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Displaying all posts tagged "Conversation".
Becoming a People of Truth
February 8, 2017 | Michael Gulker
Becoming a People of Truth
Having spent three days drinking weak hotel coffee, my friend and I are eager for a strong cup of joe. Finding a coffee shop in the airport, we place our orders. While waiting, my friend inquires of the barista her country of origin. The barista smiles tentatively and responds in her rich African accent, “I’m sorry, what did you ask?” My friend asks again, this time with a smile, and she replies, “Ethiopia.” “How long have you been in the U.S.?” “A year,” she responds. “And has it been a good year?” “Mostly, yes,” she says. “Well, thanks for the coffee … and welcome to America.” A small, seemingly meaningless act of kindness in an unkind and uncaring world can be, rightly understood, a remarkable act of defiance—an embodiment and foretaste of the hope we all long for. I wonder if our barista trusted that small kindness. Or if, in the midst of our political situation and the TV news playing behind her head, these questions only register as threats. The next night, back home in my church small group, one member hesitantly offers a prayer for the immigrants caught in limbo. The room goes quiet. Should someone else pray for national security? Have we broken protocol? No one knows the answer, but we all feel the fragmentation of our divided body, right there in our living room. The left fears the right; the right fears the left. Yet both the left and right agree the world would be better off if their team was more firmly in control. Small acts of kindness and glimpses of hope are harder when so much seems to be at stake. How did we get to this point? And where to do we go from here? Recently, theologian Tom Wright shared a talk focused on speaking truth to power (which sounds so noble, but truthfully I’d settle for being able to speak truth to my small group). Fortunately, his talk also captured how we become a people of the truth and how to discover the lies that speak through us. To do that, we have to expose the idolatry that has set up shop in many of our own living rooms. Let me quote Wright, who says it better than most. At the heart of the biblical story: Creation itself is understood as a kind of Temple, a heaven-and-earth duality, where humans function as the “image-bearers” in the cosmic Temple, part of earth yet reflecting the life and love of heaven. This is how creation was designed to function and flourish: under the stewardship of the image-bearers … Called to responsibility and authority within and over the creation, humans have turned their vocation upside down, giving worship and allegiance to forces and powers within creation itself. The name for this is idolatry. The result is slavery and finally death … We humans have thus, by abrogating our own vocation, handed our power and authority to nondivine and nonhuman forces, which have then run rampant, spoiling human lives, ravaging the beautiful creation, and doing their best to turn God’s world into a hell (and hence into a place from which people might want to escape). Wright, N.T (2016). The Day the Revolution Began: Reconsidering the Meaning of Jesus's Crucifixion. New York, NY: HarperOne. I find that hell has invaded my living room. And I’ve opened the door to it by putting the nation (specifically, one political party of the nation) in the place where Christ belongs. I’m guessing I’m not alone. I’d invite us all during this time of fragmentation, anger, and misunderstanding, to pray for clarity about our idolatry, and see if restoring Christ to the center gives us just enough imagination for one small act of kindness—especially in the middle of our living rooms. This post is excerpted from our February prayer letter. To receive the prayer letter in your inbox, click on the button below. Subscribe! To the monthly prayer letter.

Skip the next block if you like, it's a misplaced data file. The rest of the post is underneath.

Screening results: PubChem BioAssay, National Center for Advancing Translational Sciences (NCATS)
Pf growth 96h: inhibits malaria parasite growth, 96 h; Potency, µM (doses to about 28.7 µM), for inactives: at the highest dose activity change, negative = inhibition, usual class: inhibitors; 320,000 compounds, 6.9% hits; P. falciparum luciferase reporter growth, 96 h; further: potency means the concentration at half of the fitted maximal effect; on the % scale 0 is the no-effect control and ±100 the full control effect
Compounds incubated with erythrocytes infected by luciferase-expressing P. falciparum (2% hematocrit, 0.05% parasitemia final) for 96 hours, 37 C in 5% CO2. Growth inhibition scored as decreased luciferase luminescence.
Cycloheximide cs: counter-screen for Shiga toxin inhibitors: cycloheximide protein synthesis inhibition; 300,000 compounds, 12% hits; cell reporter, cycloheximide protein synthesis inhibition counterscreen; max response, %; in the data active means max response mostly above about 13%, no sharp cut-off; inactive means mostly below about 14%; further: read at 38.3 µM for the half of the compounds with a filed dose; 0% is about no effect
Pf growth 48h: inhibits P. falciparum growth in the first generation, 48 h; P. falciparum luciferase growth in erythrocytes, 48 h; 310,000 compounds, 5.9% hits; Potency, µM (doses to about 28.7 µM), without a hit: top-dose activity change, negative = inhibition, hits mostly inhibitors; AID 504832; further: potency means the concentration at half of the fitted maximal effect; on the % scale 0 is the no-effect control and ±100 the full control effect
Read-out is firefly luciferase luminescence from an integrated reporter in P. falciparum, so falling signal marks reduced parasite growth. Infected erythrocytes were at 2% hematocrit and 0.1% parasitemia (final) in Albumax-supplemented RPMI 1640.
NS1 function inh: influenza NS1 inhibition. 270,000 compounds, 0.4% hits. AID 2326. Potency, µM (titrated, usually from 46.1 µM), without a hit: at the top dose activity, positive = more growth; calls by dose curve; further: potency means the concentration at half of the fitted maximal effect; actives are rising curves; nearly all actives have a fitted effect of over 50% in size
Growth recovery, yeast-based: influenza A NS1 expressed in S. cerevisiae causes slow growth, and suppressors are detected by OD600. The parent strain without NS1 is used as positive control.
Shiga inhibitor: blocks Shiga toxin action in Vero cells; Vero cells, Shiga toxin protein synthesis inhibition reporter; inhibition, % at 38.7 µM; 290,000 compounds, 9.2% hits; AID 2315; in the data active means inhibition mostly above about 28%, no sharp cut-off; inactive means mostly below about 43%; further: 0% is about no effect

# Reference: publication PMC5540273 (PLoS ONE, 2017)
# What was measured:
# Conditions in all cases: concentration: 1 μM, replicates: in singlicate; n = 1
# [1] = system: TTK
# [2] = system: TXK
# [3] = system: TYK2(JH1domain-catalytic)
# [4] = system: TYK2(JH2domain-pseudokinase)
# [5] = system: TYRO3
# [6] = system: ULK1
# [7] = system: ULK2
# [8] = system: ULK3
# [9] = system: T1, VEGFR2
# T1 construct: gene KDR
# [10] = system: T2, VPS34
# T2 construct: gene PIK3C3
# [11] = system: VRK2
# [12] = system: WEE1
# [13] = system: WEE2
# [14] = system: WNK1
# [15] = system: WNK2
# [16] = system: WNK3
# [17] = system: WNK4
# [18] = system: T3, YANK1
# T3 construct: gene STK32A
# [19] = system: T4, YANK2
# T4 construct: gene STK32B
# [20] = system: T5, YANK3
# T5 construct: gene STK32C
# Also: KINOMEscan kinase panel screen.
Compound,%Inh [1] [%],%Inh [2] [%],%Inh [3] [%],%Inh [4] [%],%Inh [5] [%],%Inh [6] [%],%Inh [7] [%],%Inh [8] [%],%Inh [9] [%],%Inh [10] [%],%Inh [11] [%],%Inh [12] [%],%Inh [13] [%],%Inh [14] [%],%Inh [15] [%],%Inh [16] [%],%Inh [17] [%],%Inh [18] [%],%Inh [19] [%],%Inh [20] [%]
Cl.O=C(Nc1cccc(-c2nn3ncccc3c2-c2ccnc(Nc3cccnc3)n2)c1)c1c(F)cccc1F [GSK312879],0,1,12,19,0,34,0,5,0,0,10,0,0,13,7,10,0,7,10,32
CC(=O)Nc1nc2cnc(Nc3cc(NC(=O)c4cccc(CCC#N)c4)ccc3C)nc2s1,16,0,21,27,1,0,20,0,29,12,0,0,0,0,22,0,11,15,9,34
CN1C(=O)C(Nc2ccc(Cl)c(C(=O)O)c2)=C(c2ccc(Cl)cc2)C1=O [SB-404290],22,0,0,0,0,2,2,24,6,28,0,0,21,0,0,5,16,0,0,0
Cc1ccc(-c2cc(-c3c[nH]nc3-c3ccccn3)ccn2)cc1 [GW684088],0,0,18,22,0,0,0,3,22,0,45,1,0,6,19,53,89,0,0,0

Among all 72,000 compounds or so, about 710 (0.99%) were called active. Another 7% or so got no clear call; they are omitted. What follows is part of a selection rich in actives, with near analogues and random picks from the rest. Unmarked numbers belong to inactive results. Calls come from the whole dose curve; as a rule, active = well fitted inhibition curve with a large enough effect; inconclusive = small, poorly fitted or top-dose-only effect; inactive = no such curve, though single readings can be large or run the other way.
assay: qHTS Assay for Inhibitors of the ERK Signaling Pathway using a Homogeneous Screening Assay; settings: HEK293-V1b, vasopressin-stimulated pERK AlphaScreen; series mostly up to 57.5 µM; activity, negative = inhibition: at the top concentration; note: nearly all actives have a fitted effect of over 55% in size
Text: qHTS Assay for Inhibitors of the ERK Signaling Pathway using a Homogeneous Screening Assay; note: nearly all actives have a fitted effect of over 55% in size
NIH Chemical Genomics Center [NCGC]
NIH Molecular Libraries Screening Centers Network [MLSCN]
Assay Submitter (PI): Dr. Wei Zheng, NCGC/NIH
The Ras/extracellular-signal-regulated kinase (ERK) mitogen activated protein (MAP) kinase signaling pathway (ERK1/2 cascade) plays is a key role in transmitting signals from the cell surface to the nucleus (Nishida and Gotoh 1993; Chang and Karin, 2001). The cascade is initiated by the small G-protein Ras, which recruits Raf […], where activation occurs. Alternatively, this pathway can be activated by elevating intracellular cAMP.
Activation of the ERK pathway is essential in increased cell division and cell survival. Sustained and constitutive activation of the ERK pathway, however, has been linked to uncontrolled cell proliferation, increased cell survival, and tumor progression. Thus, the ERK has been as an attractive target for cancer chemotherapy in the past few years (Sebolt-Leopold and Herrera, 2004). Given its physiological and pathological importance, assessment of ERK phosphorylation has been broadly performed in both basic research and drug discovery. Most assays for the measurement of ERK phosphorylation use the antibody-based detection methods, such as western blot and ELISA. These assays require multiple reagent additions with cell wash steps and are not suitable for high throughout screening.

Listening--It's More than Just Tolerance
March 16, 2016 | Jennifer Vander Molen
Listening--It's More than Just Tolerance
TCF's Rob Barrett recently kicked off the series How to Stay in Conversation with "the Other Side" at the Do Justice blog. The series aims to help how to communicate about contentious issues in ways that build up the body of Christ, and we were thrilled to contribute to this important conversation. Listening to Christian brothers and sisters certainly helps us understand where they’re coming from. Often we even start to sympathize with them. But what do we do after we start to understand someone we disagree with? Many suggest that tolerance should be our goal. Difference is uncomfortable and inconvenient, but we allow space for others to chart their own course. Tolerance preaches agreeing to disagree, leaving each other alone. But we at The Colossian Forum believe that Christians are called to something much better—and more difficult—than tolerance. We belong to Christ and to each other. We share a common life, which Paul likens to a body (1 Corinthians 12). Many of our differences are intentionally given to us by the Holy Spirit so that we can build up Christ’s body (vv. 7, 11). Our differences aren’t inconveniences to be tolerated, but gifts for our overall good. “The eye cannot say to the hand, ‘I don't need you!’” (v. 21). The eye doesn’t tolerate the hand. It loves and serves it. But eyes think differently from hands. A healthy body coordinates its members across differences. We must listen to work together. Read more from Rob over at Do Justice. Thanks to our friends at the Christian Reformed Church's Office of Social Justice + Christian Reformed Centre of Public Dialogue for hosting us on the Do Justice blog!
Job and God – a good conversation
September 30, 2014 | Lori Wilson
Job and God – a good conversation